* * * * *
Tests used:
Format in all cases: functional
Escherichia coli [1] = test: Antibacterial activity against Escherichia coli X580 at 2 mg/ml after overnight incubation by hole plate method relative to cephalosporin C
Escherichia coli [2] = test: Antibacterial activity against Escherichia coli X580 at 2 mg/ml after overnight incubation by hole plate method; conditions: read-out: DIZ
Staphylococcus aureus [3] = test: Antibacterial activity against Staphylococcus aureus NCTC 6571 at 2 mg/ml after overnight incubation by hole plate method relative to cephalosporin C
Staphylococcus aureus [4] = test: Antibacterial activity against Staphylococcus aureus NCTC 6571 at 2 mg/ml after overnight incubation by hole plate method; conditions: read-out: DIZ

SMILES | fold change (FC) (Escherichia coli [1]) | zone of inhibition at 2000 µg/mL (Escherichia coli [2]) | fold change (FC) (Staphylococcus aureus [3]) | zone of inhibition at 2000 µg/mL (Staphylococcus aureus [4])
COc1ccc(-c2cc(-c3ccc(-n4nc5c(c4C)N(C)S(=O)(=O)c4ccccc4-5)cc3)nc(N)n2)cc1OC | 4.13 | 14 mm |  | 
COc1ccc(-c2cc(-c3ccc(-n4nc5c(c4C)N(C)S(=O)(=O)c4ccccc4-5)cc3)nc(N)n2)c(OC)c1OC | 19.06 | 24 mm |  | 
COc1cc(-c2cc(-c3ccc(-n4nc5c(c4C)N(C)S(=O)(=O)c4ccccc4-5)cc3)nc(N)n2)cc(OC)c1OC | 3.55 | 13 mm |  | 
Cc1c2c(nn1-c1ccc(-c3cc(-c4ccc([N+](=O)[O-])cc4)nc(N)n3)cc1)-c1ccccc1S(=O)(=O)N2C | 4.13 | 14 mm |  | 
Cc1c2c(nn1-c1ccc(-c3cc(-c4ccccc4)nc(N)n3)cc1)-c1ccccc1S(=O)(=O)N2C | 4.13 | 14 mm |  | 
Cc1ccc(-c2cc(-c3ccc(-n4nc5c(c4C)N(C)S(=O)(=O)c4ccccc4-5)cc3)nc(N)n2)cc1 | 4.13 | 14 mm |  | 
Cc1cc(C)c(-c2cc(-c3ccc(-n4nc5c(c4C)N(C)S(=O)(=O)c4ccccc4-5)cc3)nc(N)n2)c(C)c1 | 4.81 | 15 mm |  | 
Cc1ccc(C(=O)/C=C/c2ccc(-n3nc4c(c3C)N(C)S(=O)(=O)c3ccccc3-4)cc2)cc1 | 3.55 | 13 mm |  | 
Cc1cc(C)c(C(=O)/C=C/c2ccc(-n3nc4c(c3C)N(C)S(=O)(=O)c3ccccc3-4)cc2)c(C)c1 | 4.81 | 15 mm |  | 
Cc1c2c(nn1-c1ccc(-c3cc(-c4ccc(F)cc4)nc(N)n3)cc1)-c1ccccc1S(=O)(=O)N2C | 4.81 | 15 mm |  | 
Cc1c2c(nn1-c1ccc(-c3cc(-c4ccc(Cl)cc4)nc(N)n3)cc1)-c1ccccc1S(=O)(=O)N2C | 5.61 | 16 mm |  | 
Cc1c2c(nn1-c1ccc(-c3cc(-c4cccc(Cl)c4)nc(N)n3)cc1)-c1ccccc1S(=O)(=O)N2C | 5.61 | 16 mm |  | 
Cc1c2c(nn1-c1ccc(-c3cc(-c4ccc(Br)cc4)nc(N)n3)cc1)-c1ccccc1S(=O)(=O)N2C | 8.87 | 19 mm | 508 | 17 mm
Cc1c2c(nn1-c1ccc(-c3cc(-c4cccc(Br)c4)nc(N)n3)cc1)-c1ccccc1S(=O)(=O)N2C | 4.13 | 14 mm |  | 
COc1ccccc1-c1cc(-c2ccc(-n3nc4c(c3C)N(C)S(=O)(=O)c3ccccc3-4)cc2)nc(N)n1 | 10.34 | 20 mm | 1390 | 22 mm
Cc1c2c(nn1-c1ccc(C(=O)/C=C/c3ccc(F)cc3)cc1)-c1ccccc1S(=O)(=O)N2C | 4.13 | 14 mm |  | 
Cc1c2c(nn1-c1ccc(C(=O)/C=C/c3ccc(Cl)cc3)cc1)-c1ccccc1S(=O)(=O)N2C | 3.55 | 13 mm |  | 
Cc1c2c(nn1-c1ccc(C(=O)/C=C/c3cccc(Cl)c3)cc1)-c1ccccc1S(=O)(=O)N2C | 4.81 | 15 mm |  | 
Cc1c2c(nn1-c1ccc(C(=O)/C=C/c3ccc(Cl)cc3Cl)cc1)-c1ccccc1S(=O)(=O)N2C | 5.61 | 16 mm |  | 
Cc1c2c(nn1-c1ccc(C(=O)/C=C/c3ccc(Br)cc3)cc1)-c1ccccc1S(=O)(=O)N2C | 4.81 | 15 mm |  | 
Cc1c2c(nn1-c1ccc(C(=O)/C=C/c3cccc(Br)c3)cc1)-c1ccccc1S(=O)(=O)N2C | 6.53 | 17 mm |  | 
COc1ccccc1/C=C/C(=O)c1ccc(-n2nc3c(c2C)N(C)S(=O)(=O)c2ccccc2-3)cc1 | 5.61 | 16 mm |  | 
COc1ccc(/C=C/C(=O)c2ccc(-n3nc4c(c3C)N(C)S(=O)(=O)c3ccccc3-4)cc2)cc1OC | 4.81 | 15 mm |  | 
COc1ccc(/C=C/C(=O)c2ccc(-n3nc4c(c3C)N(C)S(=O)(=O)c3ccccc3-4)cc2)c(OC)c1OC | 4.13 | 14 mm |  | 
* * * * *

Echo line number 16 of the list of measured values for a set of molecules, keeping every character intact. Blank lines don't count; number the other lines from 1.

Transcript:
Cc1cc(C)c(C(=O)/C=C/c2ccc(-n3nc4c(c3C)N(C)S(=O)(=O)c3ccccc3-4)cc2)c(C)c1 | 4.81 | 15 mm |  | 